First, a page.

- block someone's access to finding you in searches. BUT, you can only block a FB user. There are no preemptive blocking capabilities yet.
- join various groups showing your support (or distaste) for different causes, world issues, or just random silliness
- post notes which are basically blog entries which your friends can read and comment on
- send private messages to both friends and users that you are not officially friends with
- accept or reject individual friend requests, although, as far as I know, FB will not actually report that a request has been rejected.
- find any information about a user that they have not actually put onto FB themselves
- (sorry, there's not really much more that you can't do.. or at least nothing else that I can think of. FB is unbelievably interactive, and users seem to range in the amount of information they share, time they spend online, and methods of interaction)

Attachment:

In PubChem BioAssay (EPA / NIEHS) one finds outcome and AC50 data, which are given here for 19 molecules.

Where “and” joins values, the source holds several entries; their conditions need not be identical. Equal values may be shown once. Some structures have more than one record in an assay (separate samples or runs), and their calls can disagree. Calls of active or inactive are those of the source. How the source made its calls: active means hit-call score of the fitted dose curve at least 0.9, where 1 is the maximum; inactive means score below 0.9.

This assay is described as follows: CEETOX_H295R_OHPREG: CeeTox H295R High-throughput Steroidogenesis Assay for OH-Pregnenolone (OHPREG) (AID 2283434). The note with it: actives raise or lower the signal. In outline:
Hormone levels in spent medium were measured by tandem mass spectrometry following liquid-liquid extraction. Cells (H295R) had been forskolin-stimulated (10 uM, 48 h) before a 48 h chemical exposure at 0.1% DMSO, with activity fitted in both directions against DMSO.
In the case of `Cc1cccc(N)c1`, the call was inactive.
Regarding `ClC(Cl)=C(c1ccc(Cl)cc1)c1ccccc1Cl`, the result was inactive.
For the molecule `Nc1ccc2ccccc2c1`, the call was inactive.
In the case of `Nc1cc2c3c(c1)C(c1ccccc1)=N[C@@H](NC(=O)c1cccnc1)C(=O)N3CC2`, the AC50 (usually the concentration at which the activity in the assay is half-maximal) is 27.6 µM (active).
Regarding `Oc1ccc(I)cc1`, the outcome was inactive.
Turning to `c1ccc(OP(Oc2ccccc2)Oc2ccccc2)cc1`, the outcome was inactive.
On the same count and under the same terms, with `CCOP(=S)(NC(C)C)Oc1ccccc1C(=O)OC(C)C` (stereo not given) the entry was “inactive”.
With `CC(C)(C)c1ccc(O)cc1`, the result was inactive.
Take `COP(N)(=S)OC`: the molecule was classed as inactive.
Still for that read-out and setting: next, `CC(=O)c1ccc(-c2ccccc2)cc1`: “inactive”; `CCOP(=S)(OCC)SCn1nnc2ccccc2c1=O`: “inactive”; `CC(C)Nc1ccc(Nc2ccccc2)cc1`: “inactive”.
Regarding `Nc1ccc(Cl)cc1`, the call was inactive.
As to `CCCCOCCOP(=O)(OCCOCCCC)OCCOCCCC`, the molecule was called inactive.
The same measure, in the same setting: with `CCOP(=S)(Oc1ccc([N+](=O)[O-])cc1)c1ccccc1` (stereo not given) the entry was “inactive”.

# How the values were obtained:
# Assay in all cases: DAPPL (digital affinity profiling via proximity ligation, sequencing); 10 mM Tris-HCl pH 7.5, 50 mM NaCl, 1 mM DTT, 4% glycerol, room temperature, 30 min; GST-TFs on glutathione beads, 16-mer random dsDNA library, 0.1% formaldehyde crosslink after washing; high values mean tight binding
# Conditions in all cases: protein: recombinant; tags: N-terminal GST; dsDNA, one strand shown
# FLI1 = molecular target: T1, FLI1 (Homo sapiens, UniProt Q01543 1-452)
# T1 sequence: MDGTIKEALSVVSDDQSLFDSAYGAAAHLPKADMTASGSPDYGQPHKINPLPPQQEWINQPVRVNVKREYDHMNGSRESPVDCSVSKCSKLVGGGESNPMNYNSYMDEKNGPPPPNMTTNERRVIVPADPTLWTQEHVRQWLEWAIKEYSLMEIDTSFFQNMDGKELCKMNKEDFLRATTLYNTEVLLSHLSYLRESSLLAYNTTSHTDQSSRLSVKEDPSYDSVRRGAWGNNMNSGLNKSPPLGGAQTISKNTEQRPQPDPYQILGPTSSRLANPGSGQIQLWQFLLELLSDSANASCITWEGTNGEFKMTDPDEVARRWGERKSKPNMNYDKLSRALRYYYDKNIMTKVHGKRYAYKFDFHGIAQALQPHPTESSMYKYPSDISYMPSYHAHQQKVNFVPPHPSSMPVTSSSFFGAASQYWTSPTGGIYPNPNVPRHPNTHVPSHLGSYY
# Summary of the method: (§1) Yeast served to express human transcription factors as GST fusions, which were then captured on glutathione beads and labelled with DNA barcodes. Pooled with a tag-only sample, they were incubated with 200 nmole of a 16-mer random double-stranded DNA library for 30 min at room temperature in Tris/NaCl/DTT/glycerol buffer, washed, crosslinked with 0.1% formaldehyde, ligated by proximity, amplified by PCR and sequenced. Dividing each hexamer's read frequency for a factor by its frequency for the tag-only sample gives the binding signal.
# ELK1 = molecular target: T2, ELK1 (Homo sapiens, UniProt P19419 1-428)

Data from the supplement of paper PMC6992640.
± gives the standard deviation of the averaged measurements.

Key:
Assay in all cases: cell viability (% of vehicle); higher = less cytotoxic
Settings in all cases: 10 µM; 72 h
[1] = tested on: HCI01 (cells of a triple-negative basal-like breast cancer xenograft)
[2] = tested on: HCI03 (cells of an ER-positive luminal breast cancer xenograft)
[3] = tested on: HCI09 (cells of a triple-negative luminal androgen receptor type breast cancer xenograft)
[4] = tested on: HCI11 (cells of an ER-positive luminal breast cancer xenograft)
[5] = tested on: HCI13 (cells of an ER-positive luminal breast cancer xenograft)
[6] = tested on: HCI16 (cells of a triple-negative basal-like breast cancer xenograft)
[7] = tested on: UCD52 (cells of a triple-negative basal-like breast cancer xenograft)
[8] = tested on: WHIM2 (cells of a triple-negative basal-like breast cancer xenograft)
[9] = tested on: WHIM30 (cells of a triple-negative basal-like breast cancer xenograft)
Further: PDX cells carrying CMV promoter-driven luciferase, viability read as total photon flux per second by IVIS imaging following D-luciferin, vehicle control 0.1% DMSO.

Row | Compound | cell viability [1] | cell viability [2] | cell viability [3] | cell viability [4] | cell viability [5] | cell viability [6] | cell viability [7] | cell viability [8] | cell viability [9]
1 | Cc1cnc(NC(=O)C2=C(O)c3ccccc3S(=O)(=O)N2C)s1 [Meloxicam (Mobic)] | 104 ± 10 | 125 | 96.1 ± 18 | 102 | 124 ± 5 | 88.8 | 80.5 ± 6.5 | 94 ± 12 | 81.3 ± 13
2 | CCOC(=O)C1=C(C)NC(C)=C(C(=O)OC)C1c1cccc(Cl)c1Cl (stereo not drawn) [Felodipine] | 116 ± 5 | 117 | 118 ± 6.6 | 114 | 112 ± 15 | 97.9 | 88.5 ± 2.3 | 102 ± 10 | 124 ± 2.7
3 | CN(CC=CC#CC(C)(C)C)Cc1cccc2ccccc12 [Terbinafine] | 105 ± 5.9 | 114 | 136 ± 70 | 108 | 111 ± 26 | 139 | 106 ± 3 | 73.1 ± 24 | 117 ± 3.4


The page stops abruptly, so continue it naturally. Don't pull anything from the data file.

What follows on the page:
And some FB Propaganda - straight from the horse's mouth, so to speak.
The following is taken from the FB Press Page.
Facebook is a social utility that enables people to understand the world around them. Facebook develops technologies that facilitate the spread of relevant information through social networks, allowing people to share information online the same way they do in the real world. Facebook is made up of many networks - individual schools, companies or regions - each of which are independent and closed off to non-affiliated users. To join Facebook, people can authenticate into a school or work network, or they can join a regional network. They can then create profiles to connect with friends, share interests, join groups, send messages, write notes and post photos.FB in the Media
Facebook gives people control over what information they share and with whom they share it. Using Facebook's privacy settings, people can limit the information visible to someone or block that person from seeing them completely. The ability to control their information means people can stay current with their friends and the people around them in a trusted environment.